What started out as a streaming audio show at Wired in 2000 morphed into this little program in my tiny corner of the Internet.

Author and publisher Brad King hosts The Downtown Writers Jam Podcast, this hour-long, one-on-one interview program where authors discuss the horrible choices they made in life that led them down the road to writing. Sometimes there is whiskey. Oftentimes there is cursing. But always entertaining. (My friends wouldn’t lie to me, right?)

You can purchase the books through my bookstore, which helps support independent stores across American.

And, you can listen to the podcast:

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You can also sign up for my newsletter to keep up on the podcast, my writing projects, and generally cool literary shit.


Episode 43: Jen Sullivan Brych: JenSul was the Wired.com colleague who wasn’t actually my colleague and the person everyone assumed I knew even though we didn’t. We’ve corrected that error on this show. Jen Sullivan Brych visited the Jam to talk about the dotcom era, her winding road to a writing career, and her first novel, which she’s currently shopping. Definitely the best, nerdiest deep dive into the world of writing in forty-three episodes of the Jam.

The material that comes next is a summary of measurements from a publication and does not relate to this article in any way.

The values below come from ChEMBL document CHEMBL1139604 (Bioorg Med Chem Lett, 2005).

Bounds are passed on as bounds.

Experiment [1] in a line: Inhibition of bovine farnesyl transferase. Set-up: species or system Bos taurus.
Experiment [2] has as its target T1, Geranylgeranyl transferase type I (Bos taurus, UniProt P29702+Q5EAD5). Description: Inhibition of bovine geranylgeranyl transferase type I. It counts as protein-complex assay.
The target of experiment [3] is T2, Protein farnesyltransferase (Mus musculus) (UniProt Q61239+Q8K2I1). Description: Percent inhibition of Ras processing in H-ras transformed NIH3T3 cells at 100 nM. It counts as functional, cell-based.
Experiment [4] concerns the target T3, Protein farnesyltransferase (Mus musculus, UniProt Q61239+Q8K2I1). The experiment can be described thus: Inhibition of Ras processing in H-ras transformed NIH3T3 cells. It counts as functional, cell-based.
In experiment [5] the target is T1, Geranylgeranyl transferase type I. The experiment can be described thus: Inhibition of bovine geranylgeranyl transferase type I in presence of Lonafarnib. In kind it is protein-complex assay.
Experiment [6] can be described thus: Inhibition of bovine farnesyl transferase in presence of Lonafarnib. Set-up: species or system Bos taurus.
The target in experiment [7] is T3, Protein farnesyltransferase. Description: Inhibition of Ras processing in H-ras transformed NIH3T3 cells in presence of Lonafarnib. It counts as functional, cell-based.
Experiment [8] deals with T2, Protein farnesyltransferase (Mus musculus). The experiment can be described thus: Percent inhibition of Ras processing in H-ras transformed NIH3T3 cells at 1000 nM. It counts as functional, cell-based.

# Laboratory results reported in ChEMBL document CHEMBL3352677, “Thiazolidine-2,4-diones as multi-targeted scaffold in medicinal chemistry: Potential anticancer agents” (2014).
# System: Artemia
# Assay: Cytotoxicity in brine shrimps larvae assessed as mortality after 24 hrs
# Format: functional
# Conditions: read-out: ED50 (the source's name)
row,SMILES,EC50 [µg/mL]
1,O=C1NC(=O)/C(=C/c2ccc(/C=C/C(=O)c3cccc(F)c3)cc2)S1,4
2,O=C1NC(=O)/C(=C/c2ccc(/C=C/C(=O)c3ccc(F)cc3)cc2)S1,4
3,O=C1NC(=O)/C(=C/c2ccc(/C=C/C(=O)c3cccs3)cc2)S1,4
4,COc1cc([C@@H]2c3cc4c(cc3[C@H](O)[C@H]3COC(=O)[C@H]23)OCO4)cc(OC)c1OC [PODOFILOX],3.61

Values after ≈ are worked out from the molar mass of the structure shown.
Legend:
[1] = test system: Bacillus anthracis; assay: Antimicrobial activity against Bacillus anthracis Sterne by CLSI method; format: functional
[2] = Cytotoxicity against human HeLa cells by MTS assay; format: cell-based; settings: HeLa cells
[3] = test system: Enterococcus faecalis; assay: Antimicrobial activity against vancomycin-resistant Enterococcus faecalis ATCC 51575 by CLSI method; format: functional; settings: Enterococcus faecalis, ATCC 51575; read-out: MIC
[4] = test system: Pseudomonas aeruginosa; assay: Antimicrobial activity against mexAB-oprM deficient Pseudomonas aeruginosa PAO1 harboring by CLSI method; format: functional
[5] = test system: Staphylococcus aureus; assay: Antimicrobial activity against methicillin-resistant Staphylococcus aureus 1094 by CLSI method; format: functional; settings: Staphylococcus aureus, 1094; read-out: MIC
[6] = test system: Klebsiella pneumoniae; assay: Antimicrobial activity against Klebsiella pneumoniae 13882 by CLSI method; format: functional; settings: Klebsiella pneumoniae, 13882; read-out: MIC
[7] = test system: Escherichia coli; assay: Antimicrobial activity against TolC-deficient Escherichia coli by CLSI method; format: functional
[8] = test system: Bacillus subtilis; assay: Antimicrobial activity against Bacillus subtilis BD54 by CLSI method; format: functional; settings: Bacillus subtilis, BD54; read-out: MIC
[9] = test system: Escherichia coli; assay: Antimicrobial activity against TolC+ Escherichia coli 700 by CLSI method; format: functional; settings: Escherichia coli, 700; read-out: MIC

About Jen Sullivan Brych

Jen Sullivan Brych is an award-winning writer whose past publications include Fourteen Hills, The Los Angeles Times, Wired, The Rumpus, and sparkle+blink.

She was also a finalist for Third Coast magazine’s fiction contest. Her plays have been performed in various Bay Area theaters, and she has an MFA from San Francisco State University. She has also read at large events like Litquake, Writers with Drinks, and Quiet Lightning.

She’s led panel discussions and hosted authors as part of the Visiting Writers Series at City College of San Francisco, where she teaches creative writing and literature, and helped revive Forum, the college’s literary magazine founded in 1937. In her previous life, around the turn of the millennium, she was also a journalist, and she wrote hundreds of articles about online music and culture for Wired before going freelance and writing for other outlets including Salon.

She is currently working on a novel.

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This newsletter is the outgrowth of The Downtown Writers Jam podcast. What that means is I will collect information about the authors I interview, book happenings around the Web, and other literary events that I find interesting. Without you, I'm just a crazy guy sitting in his office furiously screaming on the page for no reason.
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